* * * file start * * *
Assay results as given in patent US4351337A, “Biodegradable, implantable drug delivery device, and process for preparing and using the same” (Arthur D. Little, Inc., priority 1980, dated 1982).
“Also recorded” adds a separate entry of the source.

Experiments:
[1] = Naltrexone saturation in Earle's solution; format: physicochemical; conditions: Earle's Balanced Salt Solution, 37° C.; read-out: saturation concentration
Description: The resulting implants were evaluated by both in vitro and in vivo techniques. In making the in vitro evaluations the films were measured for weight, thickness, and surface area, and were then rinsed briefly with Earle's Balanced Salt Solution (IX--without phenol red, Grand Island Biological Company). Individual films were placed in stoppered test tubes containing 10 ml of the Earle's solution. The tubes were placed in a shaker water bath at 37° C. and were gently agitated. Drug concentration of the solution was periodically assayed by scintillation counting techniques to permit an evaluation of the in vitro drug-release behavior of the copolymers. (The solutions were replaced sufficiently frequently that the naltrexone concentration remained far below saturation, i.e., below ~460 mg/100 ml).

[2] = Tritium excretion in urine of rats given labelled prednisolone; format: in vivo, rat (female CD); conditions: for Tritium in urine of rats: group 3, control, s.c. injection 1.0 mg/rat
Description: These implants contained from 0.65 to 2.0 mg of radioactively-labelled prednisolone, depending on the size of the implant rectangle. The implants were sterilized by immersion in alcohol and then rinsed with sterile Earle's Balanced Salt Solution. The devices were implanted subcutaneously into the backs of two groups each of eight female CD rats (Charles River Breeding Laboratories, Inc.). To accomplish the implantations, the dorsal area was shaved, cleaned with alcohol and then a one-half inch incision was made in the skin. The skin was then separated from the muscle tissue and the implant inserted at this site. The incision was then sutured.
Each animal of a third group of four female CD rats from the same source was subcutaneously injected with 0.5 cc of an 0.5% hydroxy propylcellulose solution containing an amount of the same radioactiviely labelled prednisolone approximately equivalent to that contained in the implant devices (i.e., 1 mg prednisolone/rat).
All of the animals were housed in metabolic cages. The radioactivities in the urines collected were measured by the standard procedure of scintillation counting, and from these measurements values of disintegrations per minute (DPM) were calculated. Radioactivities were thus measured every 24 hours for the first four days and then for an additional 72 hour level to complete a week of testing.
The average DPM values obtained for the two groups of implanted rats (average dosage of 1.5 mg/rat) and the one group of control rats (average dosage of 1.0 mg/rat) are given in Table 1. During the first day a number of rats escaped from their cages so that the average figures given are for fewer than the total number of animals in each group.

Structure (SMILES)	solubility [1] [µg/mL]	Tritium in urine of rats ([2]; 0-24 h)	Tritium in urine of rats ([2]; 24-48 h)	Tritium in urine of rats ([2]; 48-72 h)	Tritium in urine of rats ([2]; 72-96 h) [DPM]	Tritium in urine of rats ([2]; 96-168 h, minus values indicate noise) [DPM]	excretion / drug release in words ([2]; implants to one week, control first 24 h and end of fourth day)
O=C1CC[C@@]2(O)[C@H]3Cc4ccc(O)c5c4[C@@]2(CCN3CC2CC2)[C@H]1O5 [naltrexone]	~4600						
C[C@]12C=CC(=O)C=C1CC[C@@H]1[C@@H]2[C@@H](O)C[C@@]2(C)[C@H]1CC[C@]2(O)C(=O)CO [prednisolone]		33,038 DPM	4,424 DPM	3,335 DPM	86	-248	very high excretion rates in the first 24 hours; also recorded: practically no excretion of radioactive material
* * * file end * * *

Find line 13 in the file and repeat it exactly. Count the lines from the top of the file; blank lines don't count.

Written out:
C[C@]12C=CC(=O)C=C1CC[C@@H]1[C@@H]2[C@@H](O)C[C@@]2(C)[C@H]1CC[C@]2(O)C(=O)CO [prednisolone]		33,038 DPM	4,424 DPM	3,335 DPM	86	-248	very high excretion rates in the first 24 hours; also recorded: practically no excretion of radioactive material